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U.S. wants better debt relief for students defrauded by colleges

Chart of total student debt in the U.S. Tribune News Service 2015
Chart of total student debt in the U.S. (Tribune News Service 2015)

Following the collapse of Corinthian Colleges Inc. this spring, the U.S. Department of Education is crafting new regulations to help students seek debt relief and better hold colleges accountable for wrongdoing.

A final regulation is not expected until November 2016, and the department offered few specifics Wednesday. U.S. Under-Secretary of Education Ted Mitchell said the rules will complement an initiative already underway that allows potentially hundreds of thousands of former Corinthian students to apply for federal student-loan forgiveness.


He said the new regulations are intended to be more proactive, holding problematic institutions accountable for wrongdoing before they go under — as was the case with Santa Ana, California-based Corinthian, which filed for bankruptcy in May.

“We want institutions to know, in no uncertain terms, that they are responsible for the malfeasance that they create,” Mitchell said.

Ever since Corinthian’s troubles came to light last summer — amid a federal investigation into inflated job-placement numbers — student activists, lawmakers and state attorneys general called on the Department of Education to help students shouldering massive debts.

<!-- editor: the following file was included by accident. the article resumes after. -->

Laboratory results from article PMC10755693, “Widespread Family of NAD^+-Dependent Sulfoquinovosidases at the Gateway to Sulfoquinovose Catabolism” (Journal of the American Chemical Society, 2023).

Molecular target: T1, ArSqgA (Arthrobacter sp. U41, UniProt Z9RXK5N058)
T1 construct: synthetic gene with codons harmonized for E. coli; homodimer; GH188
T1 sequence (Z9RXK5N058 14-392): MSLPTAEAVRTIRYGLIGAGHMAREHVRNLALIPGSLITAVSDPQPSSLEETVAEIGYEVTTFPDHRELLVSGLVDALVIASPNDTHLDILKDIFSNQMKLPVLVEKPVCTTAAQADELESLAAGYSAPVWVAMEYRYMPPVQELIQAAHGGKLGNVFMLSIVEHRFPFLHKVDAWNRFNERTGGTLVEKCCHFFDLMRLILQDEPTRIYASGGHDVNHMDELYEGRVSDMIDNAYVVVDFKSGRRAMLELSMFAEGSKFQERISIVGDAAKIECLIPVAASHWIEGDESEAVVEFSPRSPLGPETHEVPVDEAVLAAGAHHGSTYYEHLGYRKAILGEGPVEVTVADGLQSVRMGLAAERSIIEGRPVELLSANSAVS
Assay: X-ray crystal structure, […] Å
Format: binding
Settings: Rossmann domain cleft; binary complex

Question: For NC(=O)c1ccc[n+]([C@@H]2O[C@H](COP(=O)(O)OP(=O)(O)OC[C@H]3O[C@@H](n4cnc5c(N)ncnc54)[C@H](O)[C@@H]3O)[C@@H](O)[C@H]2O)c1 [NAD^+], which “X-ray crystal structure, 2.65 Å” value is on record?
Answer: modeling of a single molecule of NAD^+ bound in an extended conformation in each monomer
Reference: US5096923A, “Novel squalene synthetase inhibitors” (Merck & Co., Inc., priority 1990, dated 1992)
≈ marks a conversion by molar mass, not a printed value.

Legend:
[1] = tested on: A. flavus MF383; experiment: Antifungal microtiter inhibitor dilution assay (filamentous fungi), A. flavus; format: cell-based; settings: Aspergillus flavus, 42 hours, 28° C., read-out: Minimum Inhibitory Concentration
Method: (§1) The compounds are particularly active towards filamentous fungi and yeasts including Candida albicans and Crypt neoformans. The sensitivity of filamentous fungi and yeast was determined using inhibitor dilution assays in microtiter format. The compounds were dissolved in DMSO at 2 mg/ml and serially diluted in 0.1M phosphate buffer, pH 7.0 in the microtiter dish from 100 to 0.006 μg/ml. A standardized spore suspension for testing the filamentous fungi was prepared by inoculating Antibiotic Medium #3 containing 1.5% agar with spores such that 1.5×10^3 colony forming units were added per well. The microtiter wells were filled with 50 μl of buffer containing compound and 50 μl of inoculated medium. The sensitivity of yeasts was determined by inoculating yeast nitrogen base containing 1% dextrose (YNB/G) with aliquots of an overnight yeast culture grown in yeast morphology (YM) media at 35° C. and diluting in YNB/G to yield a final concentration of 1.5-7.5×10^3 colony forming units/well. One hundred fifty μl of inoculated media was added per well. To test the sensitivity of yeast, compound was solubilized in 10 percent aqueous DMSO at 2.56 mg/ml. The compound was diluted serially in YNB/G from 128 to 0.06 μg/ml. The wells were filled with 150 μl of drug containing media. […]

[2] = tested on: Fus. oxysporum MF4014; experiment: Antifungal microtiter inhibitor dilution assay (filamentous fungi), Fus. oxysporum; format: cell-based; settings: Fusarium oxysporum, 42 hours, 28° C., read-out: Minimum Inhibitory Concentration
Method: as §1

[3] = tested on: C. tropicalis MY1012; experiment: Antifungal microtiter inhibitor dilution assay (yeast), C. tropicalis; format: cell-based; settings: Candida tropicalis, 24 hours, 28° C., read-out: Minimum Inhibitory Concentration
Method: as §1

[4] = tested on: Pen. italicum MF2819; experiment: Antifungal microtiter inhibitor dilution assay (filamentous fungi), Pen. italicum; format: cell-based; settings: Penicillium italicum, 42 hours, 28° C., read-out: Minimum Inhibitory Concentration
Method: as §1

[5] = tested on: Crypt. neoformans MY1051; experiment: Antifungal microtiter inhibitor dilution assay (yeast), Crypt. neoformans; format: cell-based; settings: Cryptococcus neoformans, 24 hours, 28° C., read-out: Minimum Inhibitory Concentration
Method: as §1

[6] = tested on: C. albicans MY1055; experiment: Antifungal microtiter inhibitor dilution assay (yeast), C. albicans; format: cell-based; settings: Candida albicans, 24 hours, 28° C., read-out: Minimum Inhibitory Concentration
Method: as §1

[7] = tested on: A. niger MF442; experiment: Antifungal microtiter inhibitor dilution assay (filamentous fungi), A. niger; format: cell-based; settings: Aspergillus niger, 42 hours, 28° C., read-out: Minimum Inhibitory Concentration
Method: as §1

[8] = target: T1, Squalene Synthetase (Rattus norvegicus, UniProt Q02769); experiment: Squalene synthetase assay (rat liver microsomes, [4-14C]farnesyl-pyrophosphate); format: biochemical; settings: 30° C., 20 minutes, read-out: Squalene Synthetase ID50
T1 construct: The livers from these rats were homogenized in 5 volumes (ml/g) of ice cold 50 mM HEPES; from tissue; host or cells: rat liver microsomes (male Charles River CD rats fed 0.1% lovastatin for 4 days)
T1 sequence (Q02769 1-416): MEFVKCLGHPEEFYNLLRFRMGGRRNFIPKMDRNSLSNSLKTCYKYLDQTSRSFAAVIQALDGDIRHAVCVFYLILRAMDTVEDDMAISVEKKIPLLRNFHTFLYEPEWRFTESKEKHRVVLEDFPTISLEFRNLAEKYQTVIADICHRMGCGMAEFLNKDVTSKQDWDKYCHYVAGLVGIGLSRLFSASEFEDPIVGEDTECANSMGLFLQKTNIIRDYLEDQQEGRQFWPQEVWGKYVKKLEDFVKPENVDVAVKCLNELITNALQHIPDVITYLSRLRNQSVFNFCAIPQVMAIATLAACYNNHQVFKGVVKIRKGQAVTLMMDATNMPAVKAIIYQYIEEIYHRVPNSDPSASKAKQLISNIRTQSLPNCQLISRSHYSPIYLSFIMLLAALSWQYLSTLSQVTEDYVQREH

Only students attending schools that abruptly close are automatically eligible for loan forgiveness. But in June, the Education Department announced additional debt-relief options for many former Corinthian students, allowing students to apply for loan forgiveness if they believed they were victims of fraud.

Federal law allows students to make those claims, but the provision had been used only a handful of times before Corinthian’s collapse. Mitchell said the new regulations aim to clarify that process for all federal borrowers.

“Borrowers deserve as clear a set of policies and regulations as possible to make it easier and more transparent,” he said.

In the meantime, former Corinthian students and others who believe they have been defrauded can still seek loan forgiveness under the department’s current process.

About 7,000 students attending Corinthian schools that shut down in April have applied for loan forgiveness, and nearly 3,300 other Corinthian students have signed forms claiming they were victims of fraud.

The department will hold public hearings on the proposed rules in Washington, D.C. and San Francisco next month.


Briefs Courtesy of Tribune News Service.

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